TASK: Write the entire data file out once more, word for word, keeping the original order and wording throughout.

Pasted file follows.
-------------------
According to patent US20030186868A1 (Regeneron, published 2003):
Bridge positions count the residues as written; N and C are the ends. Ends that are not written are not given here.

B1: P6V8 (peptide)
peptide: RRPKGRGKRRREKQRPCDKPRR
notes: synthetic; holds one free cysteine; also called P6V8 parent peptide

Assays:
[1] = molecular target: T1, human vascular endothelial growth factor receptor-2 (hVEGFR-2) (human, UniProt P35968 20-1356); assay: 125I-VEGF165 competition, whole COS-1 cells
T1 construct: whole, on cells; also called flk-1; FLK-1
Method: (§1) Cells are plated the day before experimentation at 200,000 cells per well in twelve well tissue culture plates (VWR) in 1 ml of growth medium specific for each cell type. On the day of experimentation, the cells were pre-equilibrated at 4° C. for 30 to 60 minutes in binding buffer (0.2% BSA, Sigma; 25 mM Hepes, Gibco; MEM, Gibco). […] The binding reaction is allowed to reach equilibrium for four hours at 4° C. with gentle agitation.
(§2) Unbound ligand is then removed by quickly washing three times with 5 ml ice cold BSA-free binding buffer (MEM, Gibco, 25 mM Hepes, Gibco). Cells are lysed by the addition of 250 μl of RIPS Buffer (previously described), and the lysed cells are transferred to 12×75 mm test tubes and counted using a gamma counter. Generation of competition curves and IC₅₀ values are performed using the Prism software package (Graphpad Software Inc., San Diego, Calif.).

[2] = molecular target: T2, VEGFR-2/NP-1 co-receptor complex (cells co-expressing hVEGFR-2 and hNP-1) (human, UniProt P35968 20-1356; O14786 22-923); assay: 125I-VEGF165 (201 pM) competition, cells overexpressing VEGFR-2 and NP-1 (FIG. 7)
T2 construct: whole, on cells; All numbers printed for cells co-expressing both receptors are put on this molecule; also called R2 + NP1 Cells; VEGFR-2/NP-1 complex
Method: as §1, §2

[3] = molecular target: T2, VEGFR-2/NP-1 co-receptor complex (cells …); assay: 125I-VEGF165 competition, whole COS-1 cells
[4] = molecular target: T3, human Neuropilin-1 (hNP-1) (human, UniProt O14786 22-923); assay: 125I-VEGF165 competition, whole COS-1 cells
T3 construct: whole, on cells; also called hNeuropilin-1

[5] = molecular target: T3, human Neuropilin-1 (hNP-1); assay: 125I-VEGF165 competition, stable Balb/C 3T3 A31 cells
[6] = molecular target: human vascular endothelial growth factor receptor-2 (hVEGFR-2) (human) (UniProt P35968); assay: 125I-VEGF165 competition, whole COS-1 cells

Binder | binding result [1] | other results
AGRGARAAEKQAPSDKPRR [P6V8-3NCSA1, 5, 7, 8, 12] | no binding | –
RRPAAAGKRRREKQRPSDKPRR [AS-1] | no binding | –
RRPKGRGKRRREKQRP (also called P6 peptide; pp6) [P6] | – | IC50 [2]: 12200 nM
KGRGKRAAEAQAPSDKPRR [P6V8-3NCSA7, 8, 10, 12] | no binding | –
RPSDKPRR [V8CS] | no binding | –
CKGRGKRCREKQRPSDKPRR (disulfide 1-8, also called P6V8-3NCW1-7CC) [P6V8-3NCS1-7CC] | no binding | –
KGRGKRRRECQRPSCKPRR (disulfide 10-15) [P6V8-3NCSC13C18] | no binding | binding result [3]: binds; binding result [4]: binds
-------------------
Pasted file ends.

According to patent US20030186868A1 (Regeneron, published 2003):
Bridge positions count the residues as written; N and C are the ends. Ends that are not written are not given here.

B1: P6V8 (peptide)
peptide: RRPKGRGKRRREKQRPCDKPRR
notes: synthetic; holds one free cysteine; also called P6V8 parent peptide

Assays:
[1] = molecular target: T1, human vascular endothelial growth factor receptor-2 (hVEGFR-2) (human, UniProt P35968 20-1356); assay: 125I-VEGF165 competition, whole COS-1 cells
T1 construct: whole, on cells; also called flk-1; FLK-1
Method: (§1) Cells are plated the day before experimentation at 200,000 cells per well in twelve well tissue culture plates (VWR) in 1 ml of growth medium specific for each cell type. On the day of experimentation, the cells were pre-equilibrated at 4° C. for 30 to 60 minutes in binding buffer (0.2% BSA, Sigma; 25 mM Hepes, Gibco; MEM, Gibco). […] The binding reaction is allowed to reach equilibrium for four hours at 4° C. with gentle agitation.
(§2) Unbound ligand is then removed by quickly washing three times with 5 ml ice cold BSA-free binding buffer (MEM, Gibco, 25 mM Hepes, Gibco). Cells are lysed by the addition of 250 μl of RIPS Buffer (previously described), and the lysed cells are transferred to 12×75 mm test tubes and counted using a gamma counter. Generation of competition curves and IC₅₀ values are performed using the Prism software package (Graphpad Software Inc., San Diego, Calif.).

[2] = molecular target: T2, VEGFR-2/NP-1 co-receptor complex (cells co-expressing hVEGFR-2 and hNP-1) (human, UniProt P35968 20-1356; O14786 22-923); assay: 125I-VEGF165 (201 pM) competition, cells overexpressing VEGFR-2 and NP-1 (FIG. 7)
T2 construct: whole, on cells; All numbers printed for cells co-expressing both receptors are put on this molecule; also called R2 + NP1 Cells; VEGFR-2/NP-1 complex
Method: as §1, §2

[3] = molecular target: T2, VEGFR-2/NP-1 co-receptor complex (cells …); assay: 125I-VEGF165 competition, whole COS-1 cells
[4] = molecular target: T3, human Neuropilin-1 (hNP-1) (human, UniProt O14786 22-923); assay: 125I-VEGF165 competition, whole COS-1 cells
T3 construct: whole, on cells; also called hNeuropilin-1

[5] = molecular target: T3, human Neuropilin-1 (hNP-1); assay: 125I-VEGF165 competition, stable Balb/C 3T3 A31 cells
[6] = molecular target: human vascular endothelial growth factor receptor-2 (hVEGFR-2) (human) (UniProt P35968); assay: 125I-VEGF165 competition, whole COS-1 cells

Binder | binding result [1] | other results
AGRGARAAEKQAPSDKPRR [P6V8-3NCSA1, 5, 7, 8, 12] | no binding | –
RRPAAAGKRRREKQRPSDKPRR [AS-1] | no binding | –
RRPKGRGKRRREKQRP (also called P6 peptide; pp6) [P6] | – | IC50 [2]: 12200 nM
KGRGKRAAEAQAPSDKPRR [P6V8-3NCSA7, 8, 10, 12] | no binding | –
RPSDKPRR [V8CS] | no binding | –
CKGRGKRCREKQRPSDKPRR (disulfide 1-8, also called P6V8-3NCW1-7CC) [P6V8-3NCS1-7CC] | no binding | –
KGRGKRRRECQRPSCKPRR (disulfide 10-15) [P6V8-3NCSC13C18] | no binding | binding result [3]: binds; binding result [4]: binds